Education for All in Low-Income Countries: A Crucial Role for Cognitive Scientists

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British Journal of Education, Society & Behavioural Science, ISSN: 2278-0998

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Abadzi, Helen
Sciencedomain International; Department of Curriculum and Instruction, The University of Texas at Arlington
Cognitive Science; International Education; Perceptual Learning
article description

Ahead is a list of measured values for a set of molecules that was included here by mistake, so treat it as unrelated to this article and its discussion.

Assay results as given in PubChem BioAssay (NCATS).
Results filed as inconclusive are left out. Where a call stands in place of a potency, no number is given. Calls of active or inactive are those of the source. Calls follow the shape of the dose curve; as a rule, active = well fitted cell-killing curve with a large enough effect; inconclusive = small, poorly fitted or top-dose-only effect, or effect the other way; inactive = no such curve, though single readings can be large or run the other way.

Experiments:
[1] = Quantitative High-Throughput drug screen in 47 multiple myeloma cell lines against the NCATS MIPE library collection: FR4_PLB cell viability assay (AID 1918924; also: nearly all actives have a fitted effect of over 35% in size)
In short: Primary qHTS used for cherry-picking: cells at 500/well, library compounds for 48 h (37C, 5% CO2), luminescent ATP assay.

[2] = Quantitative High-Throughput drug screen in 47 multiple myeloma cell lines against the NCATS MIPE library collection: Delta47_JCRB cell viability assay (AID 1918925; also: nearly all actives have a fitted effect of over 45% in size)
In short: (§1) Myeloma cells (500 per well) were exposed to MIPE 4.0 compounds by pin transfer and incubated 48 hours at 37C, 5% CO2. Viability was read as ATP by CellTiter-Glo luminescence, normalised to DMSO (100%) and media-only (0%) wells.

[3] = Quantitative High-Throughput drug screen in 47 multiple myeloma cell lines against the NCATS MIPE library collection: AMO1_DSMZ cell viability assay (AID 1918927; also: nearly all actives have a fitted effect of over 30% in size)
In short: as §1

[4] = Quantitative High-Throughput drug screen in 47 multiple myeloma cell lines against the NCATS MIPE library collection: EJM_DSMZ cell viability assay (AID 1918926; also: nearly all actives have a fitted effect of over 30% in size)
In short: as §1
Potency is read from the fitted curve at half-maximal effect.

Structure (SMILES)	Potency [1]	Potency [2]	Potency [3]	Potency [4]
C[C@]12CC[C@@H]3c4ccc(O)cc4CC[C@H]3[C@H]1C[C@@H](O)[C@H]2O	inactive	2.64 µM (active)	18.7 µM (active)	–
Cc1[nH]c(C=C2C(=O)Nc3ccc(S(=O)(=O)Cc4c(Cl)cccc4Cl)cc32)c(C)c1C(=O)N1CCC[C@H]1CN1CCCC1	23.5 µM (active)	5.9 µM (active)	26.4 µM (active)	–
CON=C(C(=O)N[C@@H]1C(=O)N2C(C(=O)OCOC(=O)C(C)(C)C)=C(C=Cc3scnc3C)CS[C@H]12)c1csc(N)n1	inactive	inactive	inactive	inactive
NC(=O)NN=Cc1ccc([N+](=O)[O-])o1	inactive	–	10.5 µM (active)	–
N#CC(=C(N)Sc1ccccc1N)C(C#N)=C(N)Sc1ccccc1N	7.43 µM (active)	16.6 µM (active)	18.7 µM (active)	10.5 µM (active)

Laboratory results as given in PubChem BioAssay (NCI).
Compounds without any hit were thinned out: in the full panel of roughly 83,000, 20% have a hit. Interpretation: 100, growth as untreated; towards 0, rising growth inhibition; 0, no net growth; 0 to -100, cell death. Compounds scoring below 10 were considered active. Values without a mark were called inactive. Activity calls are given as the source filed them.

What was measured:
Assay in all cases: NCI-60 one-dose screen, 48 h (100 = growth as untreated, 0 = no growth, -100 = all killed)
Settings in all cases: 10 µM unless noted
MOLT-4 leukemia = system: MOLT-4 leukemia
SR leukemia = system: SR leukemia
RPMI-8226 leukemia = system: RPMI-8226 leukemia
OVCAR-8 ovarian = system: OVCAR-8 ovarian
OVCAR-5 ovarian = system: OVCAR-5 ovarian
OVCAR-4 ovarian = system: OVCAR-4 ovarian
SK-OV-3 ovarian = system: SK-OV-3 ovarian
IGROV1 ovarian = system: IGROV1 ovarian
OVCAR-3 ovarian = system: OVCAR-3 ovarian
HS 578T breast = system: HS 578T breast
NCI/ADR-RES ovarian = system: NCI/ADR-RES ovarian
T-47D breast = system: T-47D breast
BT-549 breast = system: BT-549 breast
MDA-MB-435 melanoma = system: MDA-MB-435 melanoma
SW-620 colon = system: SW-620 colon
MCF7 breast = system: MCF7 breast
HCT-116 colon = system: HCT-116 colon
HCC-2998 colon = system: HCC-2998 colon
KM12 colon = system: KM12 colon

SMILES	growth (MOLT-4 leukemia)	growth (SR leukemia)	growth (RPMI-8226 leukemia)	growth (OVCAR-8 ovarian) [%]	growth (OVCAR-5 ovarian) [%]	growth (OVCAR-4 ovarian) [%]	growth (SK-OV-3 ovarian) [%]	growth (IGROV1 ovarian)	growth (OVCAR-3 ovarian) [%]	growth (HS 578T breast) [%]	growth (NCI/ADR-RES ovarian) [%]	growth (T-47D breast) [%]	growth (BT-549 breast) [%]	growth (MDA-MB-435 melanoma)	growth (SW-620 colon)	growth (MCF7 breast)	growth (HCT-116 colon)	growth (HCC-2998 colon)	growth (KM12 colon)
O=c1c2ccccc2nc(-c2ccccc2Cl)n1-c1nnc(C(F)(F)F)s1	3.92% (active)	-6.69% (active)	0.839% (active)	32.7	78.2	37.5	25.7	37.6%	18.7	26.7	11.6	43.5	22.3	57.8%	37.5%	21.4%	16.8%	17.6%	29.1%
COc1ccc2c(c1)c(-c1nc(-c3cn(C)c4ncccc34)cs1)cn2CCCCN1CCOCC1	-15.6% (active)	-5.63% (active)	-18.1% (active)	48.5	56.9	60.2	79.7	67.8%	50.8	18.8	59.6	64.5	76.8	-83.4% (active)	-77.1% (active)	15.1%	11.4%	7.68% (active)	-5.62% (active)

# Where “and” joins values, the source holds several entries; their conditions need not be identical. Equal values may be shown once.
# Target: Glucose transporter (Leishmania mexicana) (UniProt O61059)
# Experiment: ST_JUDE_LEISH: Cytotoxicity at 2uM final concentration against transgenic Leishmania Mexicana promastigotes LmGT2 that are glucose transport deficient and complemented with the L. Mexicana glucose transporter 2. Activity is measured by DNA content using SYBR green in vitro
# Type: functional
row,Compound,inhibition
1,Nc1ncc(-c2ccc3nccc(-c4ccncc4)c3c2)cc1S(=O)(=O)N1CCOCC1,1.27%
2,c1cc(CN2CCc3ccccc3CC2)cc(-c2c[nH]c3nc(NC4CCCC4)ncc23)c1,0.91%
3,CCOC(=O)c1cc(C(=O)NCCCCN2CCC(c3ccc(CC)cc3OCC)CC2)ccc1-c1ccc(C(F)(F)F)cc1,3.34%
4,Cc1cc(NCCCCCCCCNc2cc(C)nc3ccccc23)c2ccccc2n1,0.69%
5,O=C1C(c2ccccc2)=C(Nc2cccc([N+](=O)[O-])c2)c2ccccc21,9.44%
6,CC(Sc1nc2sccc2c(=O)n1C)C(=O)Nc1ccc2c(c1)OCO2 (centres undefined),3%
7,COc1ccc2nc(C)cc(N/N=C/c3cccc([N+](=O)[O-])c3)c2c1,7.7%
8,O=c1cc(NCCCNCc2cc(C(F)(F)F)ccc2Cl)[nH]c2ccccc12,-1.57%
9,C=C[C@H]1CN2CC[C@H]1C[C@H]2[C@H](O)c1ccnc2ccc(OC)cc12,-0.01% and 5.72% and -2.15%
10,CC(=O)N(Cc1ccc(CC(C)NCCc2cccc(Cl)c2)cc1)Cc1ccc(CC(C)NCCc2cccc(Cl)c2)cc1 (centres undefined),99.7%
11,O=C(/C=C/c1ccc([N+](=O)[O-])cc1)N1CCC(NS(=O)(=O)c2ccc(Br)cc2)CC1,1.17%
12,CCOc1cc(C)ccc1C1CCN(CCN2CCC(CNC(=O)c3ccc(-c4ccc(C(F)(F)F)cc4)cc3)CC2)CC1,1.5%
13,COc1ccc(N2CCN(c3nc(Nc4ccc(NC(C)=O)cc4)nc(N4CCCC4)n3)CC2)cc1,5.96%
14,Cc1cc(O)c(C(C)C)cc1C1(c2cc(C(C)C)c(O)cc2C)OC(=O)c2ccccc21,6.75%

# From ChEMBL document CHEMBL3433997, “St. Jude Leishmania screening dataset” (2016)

Donor funding has helped enroll in school most children of low-income countries. However, students get little schooling and few opportunities to encode and consolidate information. Many fail to learn and automatize the small units needed for more complex skills, such as reading. As a result, many children remain illiterate and drop out in the early primary grades. However, donors and governments often focus on the socioeconomic difficulties of the very poor and have limited insights on how to teach students who get no academic preparation before grade 1. Furthermore, staff experiences with middle class schools may promote complex instructional methods and raise unrealistic expectations regarding the performance of the very poor. In principle cognitive scientists could provide technical assistance and conduct research on issues relevant to learning for the very poor. In practice, however, essential memory functions needed to explicate the knowledge gaps have little value added in high income countries and receive less attention in academia. Few cognitive scientists are sufficiently exposed to them, while education faculties similarly do not teach them. The question arises how to engage cognitive scientists in international development. There is a need for intellectual leadership in this field. New avenues of collaboration are needed between those who research learning and those who plan the education of the very poor.